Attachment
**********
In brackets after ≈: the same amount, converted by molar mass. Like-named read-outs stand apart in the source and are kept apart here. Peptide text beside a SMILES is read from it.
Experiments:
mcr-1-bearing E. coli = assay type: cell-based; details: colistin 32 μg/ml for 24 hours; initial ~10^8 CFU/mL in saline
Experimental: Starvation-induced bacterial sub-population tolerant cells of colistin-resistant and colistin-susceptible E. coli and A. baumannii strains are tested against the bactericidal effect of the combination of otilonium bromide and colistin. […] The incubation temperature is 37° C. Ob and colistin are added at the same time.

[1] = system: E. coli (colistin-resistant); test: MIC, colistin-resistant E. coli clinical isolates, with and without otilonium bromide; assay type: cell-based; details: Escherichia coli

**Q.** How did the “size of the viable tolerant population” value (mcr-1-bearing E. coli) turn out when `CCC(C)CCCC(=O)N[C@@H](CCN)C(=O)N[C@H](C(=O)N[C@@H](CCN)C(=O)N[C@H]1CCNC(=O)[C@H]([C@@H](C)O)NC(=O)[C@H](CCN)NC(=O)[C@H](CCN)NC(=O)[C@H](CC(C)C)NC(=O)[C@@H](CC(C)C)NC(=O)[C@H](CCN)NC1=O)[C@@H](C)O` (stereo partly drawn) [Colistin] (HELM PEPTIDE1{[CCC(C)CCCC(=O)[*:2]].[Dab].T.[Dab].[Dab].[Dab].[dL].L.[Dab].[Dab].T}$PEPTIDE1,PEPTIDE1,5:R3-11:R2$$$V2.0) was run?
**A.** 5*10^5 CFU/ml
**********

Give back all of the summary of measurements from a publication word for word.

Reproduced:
In brackets after ≈: the same amount, converted by molar mass. Like-named read-outs stand apart in the source and are kept apart here. Peptide text beside a SMILES is read from it.
Experiments:
mcr-1-bearing E. coli = assay type: cell-based; details: colistin 32 μg/ml for 24 hours; initial ~10^8 CFU/mL in saline
Experimental: Starvation-induced bacterial sub-population tolerant cells of colistin-resistant and colistin-susceptible E. coli and A. baumannii strains are tested against the bactericidal effect of the combination of otilonium bromide and colistin. […] The incubation temperature is 37° C. Ob and colistin are added at the same time.

[1] = system: E. coli (colistin-resistant); test: MIC, colistin-resistant E. coli clinical isolates, with and without otilonium bromide; assay type: cell-based; details: Escherichia coli

**Q.** How did the “size of the viable tolerant population” value (mcr-1-bearing E. coli) turn out when `CCC(C)CCCC(=O)N[C@@H](CCN)C(=O)N[C@H](C(=O)N[C@@H](CCN)C(=O)N[C@H]1CCNC(=O)[C@H]([C@@H](C)O)NC(=O)[C@H](CCN)NC(=O)[C@H](CCN)NC(=O)[C@H](CC(C)C)NC(=O)[C@@H](CC(C)C)NC(=O)[C@H](CCN)NC1=O)[C@@H](C)O` (stereo partly drawn) [Colistin] (HELM PEPTIDE1{[CCC(C)CCCC(=O)[*:2]].[Dab].T.[Dab].[Dab].[Dab].[dL].L.[Dab].[Dab].T}$PEPTIDE1,PEPTIDE1,5:R3-11:R2$$$V2.0) was run?
**A.** 5*10^5 CFU/ml